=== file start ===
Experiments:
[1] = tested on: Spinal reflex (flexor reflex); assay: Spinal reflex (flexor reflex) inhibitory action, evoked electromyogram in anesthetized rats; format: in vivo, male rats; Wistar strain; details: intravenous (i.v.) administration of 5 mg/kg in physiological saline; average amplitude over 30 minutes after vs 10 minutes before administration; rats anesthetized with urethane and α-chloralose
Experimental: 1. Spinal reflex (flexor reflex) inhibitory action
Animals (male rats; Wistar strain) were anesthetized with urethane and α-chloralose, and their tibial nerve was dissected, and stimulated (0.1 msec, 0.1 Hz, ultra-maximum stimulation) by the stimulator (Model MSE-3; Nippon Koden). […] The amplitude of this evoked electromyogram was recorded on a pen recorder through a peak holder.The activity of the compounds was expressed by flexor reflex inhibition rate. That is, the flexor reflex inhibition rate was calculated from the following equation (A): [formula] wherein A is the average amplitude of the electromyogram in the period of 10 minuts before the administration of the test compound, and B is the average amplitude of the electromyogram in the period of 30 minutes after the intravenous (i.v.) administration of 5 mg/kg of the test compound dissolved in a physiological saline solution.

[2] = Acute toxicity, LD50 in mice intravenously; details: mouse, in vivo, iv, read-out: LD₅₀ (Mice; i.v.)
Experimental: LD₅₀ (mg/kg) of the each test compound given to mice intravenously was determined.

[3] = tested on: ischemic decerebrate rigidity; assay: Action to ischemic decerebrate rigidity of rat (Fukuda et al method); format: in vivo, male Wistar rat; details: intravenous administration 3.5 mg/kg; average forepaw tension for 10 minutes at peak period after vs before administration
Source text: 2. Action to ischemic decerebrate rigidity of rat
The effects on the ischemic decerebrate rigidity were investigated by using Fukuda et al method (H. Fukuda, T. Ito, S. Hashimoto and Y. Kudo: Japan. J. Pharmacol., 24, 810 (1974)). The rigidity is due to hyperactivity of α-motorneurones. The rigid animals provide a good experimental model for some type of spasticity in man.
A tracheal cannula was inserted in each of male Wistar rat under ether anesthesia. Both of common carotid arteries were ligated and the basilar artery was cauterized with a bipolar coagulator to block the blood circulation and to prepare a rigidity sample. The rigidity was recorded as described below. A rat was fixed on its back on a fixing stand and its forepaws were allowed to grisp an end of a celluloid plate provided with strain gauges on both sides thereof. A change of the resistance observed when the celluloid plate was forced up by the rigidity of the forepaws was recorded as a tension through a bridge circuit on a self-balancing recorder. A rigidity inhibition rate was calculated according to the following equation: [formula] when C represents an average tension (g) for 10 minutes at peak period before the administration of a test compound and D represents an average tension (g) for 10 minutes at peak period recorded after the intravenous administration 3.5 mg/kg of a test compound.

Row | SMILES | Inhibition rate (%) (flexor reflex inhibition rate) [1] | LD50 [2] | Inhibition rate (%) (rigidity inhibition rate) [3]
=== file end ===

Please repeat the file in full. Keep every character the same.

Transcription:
Experiments:
[1] = tested on: Spinal reflex (flexor reflex); assay: Spinal reflex (flexor reflex) inhibitory action, evoked electromyogram in anesthetized rats; format: in vivo, male rats; Wistar strain; details: intravenous (i.v.) administration of 5 mg/kg in physiological saline; average amplitude over 30 minutes after vs 10 minutes before administration; rats anesthetized with urethane and α-chloralose
Experimental: 1. Spinal reflex (flexor reflex) inhibitory action
Animals (male rats; Wistar strain) were anesthetized with urethane and α-chloralose, and their tibial nerve was dissected, and stimulated (0.1 msec, 0.1 Hz, ultra-maximum stimulation) by the stimulator (Model MSE-3; Nippon Koden). […] The amplitude of this evoked electromyogram was recorded on a pen recorder through a peak holder.The activity of the compounds was expressed by flexor reflex inhibition rate. That is, the flexor reflex inhibition rate was calculated from the following equation (A): [formula] wherein A is the average amplitude of the electromyogram in the period of 10 minuts before the administration of the test compound, and B is the average amplitude of the electromyogram in the period of 30 minutes after the intravenous (i.v.) administration of 5 mg/kg of the test compound dissolved in a physiological saline solution.

[2] = Acute toxicity, LD50 in mice intravenously; details: mouse, in vivo, iv, read-out: LD₅₀ (Mice; i.v.)
Experimental: LD₅₀ (mg/kg) of the each test compound given to mice intravenously was determined.

[3] = tested on: ischemic decerebrate rigidity; assay: Action to ischemic decerebrate rigidity of rat (Fukuda et al method); format: in vivo, male Wistar rat; details: intravenous administration 3.5 mg/kg; average forepaw tension for 10 minutes at peak period after vs before administration
Source text: 2. Action to ischemic decerebrate rigidity of rat
The effects on the ischemic decerebrate rigidity were investigated by using Fukuda et al method (H. Fukuda, T. Ito, S. Hashimoto and Y. Kudo: Japan. J. Pharmacol., 24, 810 (1974)). The rigidity is due to hyperactivity of α-motorneurones. The rigid animals provide a good experimental model for some type of spasticity in man.
A tracheal cannula was inserted in each of male Wistar rat under ether anesthesia. Both of common carotid arteries were ligated and the basilar artery was cauterized with a bipolar coagulator to block the blood circulation and to prepare a rigidity sample. The rigidity was recorded as described below. A rat was fixed on its back on a fixing stand and its forepaws were allowed to grisp an end of a celluloid plate provided with strain gauges on both sides thereof. A change of the resistance observed when the celluloid plate was forced up by the rigidity of the forepaws was recorded as a tension through a bridge circuit on a self-balancing recorder. A rigidity inhibition rate was calculated according to the following equation: [formula] when C represents an average tension (g) for 10 minutes at peak period before the administration of a test compound and D represents an average tension (g) for 10 minutes at peak period recorded after the intravenous administration 3.5 mg/kg of a test compound.

Row | SMILES | Inhibition rate (%) (flexor reflex inhibition rate) [1] | LD50 [2] | Inhibition rate (%) (rigidity inhibition rate) [3]